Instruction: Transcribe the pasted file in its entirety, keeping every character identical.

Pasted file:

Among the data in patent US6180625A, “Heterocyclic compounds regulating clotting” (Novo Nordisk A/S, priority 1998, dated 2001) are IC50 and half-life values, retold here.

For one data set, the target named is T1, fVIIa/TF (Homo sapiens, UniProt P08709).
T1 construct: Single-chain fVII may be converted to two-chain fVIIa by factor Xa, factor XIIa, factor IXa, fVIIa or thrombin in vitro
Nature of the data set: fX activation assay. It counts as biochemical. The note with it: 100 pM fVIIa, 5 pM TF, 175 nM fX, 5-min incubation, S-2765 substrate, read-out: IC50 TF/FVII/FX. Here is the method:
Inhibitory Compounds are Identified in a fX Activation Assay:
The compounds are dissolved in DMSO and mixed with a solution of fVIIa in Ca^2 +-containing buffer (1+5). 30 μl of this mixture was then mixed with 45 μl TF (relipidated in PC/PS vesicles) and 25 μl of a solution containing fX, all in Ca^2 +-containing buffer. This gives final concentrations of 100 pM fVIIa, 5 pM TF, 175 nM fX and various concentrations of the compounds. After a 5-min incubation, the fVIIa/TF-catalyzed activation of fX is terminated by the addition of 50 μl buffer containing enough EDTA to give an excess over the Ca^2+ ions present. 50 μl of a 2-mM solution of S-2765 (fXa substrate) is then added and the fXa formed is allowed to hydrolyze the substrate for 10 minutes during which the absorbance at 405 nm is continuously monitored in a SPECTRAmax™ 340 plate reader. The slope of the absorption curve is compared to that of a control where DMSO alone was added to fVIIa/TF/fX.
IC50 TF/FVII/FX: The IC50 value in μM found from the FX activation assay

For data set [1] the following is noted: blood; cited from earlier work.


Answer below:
Among the data in patent US6180625A, “Heterocyclic compounds regulating clotting” (Novo Nordisk A/S, priority 1998, dated 2001) are IC50 and half-life values, retold here.

For one data set, the target named is T1, fVIIa/TF (Homo sapiens, UniProt P08709).
T1 construct: Single-chain fVII may be converted to two-chain fVIIa by factor Xa, factor XIIa, factor IXa, fVIIa or thrombin in vitro
Nature of the data set: fX activation assay. It counts as biochemical. The note with it: 100 pM fVIIa, 5 pM TF, 175 nM fX, 5-min incubation, S-2765 substrate, read-out: IC50 TF/FVII/FX. Here is the method:
Inhibitory Compounds are Identified in a fX Activation Assay:
The compounds are dissolved in DMSO and mixed with a solution of fVIIa in Ca^2 +-containing buffer (1+5). 30 μl of this mixture was then mixed with 45 μl TF (relipidated in PC/PS vesicles) and 25 μl of a solution containing fX, all in Ca^2 +-containing buffer. This gives final concentrations of 100 pM fVIIa, 5 pM TF, 175 nM fX and various concentrations of the compounds. After a 5-min incubation, the fVIIa/TF-catalyzed activation of fX is terminated by the addition of 50 μl buffer containing enough EDTA to give an excess over the Ca^2+ ions present. 50 μl of a 2-mM solution of S-2765 (fXa substrate) is then added and the fXa formed is allowed to hydrolyze the substrate for 10 minutes during which the absorbance at 405 nm is continuously monitored in a SPECTRAmax™ 340 plate reader. The slope of the absorption curve is compared to that of a control where DMSO alone was added to fVIIa/TF/fX.
IC50 TF/FVII/FX: The IC50 value in μM found from the FX activation assay

For data set [1] the following is noted: blood; cited from earlier work.